• Pediatric lung transplantation.[4] "Lung transplantation is an accepted therapy for selected pediatric patients with severe end-stage vascular or parenchymal lung disease. Collaboration between the patients' primary care physicians, the lung transplant team, patients, and patients' families is essential. The challenges of this treatment include the limited availability of suitable donor organs, the toxicity of immunosuppressive medications needed to prevent rejection, the prevention and treatment of obliterative bronchiolitis, and maximizing growth, development, and quality of life of the recipients. This article describes the current status of pediatric lung transplantation, indications for listing, evaluation of recipient and donor, updates on the operative procedure,graft dysfunction, and the risk factors, outcomes, and future directions."

Textbooks

  • Human Embryology Larson Chapter 9 p229-260
  • The Developing Human: Clinically Oriented Embryology (6th ed.) Moore and Persaud Chapter 12 p271-302
  • Before We Are Born (5th ed.) Moore and Persaud Chapter 13 p255-287
  • Essentials of Human Embryology Larson Chapter 9 p123-146
  • Human Embryology Fitzgerald and Fitzgerald Chapter 19,20 p119-123
  • Anatomy of the Human Body 1918 Henry Gray 1. The Respiratory Apparatus

Objectives

  • Describe the development of the respiratory system from the endodermal and mesodermal components.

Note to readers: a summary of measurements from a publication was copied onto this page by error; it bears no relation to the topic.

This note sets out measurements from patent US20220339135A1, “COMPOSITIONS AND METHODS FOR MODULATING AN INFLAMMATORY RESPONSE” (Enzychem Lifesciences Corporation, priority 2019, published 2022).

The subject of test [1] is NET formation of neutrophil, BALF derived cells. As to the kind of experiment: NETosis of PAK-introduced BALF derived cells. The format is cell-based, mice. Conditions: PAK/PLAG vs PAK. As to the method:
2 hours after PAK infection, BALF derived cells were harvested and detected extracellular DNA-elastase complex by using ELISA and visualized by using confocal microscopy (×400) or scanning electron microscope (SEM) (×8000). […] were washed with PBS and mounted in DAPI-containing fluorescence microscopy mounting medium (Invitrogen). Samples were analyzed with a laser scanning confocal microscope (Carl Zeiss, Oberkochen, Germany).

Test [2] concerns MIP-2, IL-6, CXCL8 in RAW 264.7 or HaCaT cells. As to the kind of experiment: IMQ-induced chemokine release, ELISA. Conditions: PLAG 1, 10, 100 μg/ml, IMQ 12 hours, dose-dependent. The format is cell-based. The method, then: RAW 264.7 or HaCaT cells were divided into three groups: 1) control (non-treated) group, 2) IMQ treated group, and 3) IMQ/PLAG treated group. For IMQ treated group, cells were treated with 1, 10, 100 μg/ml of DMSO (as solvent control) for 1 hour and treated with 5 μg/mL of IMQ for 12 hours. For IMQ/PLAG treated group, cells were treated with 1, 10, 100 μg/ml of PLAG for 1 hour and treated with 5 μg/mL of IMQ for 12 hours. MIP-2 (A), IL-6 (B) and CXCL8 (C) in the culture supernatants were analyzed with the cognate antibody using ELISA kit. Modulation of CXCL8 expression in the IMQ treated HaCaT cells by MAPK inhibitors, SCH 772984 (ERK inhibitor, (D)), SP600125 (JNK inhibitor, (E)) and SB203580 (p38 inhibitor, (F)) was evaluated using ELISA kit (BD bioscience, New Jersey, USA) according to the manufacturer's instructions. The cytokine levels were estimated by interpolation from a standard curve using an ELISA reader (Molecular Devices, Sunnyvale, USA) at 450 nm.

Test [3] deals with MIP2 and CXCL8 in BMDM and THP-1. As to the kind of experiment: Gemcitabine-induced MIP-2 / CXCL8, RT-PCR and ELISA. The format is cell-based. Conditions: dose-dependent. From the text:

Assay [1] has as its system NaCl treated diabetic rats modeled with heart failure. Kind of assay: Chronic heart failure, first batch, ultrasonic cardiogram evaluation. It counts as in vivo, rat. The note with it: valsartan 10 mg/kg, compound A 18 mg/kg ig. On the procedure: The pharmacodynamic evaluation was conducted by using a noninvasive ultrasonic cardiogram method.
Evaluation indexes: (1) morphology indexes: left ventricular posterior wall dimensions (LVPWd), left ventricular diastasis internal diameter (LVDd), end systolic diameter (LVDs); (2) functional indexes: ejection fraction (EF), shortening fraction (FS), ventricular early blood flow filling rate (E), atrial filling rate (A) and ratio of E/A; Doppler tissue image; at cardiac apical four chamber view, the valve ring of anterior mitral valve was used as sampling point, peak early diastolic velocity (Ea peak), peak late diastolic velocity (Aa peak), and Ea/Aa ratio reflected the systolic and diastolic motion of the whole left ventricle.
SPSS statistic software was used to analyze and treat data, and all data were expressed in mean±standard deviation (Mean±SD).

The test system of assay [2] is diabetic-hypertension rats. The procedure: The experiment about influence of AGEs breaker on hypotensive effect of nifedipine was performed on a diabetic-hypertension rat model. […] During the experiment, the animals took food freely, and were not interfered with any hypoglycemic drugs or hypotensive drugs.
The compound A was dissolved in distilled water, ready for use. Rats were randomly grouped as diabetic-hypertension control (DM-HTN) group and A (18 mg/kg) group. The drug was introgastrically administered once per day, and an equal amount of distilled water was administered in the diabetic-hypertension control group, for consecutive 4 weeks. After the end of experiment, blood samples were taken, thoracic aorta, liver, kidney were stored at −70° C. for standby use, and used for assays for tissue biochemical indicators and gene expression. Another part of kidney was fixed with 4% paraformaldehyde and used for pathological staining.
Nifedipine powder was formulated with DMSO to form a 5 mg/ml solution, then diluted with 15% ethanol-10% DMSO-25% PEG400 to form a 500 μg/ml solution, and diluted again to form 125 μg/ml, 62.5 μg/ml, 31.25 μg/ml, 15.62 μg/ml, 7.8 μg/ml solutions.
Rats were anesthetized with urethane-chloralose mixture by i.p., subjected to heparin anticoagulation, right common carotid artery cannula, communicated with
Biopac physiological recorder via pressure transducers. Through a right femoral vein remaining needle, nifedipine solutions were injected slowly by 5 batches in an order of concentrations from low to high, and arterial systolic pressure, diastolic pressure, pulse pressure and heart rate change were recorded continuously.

• Describe the main steps in the development of the lungs.
  • Describe the development of the diaphragm and thoracic cavities.
  • List the respiratory changes before and after birth.
  • Describe the developmental aberrations responsible for the following malformations: tracheo - oesophageal fistula (T.O.F); oesphageal atresia; diaphragmatic hernia; lobar emphysema.


Development Overview

Historic drawings of embryonic lung development

Bailey287.jpg Bailey288.jpg Bailey289.jpg
Human embryo (CRL 4.3 mm, Week 4-5, Stage 12 to 13) Human embryo (CRL 8.5 mm, Week 5, Stage 15 to 16) Human embryo (CRL 10.5 mm, Week 6 Stage 16 to 17)

Week 4 - laryngotracheal groove forms on floor foregut.

Week 5 - left and right lung buds push into the pericardioperitoneal canals (primordia of pleural cavity)

Week 6 - descent of heart and lungs into thorax. Pleuroperitoneal foramen closes.

Week 7 - enlargement of liver stops descent of heart and lungs.

Month 3-6 - lungs appear glandular, end month 6 alveolar cells type 2 appear and begin to secrete surfactant.

Month 7 - respiratory bronchioles proliferate and end in alveolar ducts and sacs.

Lung Development Stages

Lung alveoli development cartoon.jpg
Mouse lung development[5]

The sequence is most important rather than the actual timing, which is variable in the existing literature.

  • week 4 - 5 embryonic
  • week 5 - 17 pseudoglandular
  • week 16 - 25 canalicular
  • week 24 - 40 terminal sac
  • late fetal - 8 years alveolar

Embryonic

  • Endoderm - tubular ventral growth from foregut pharynx.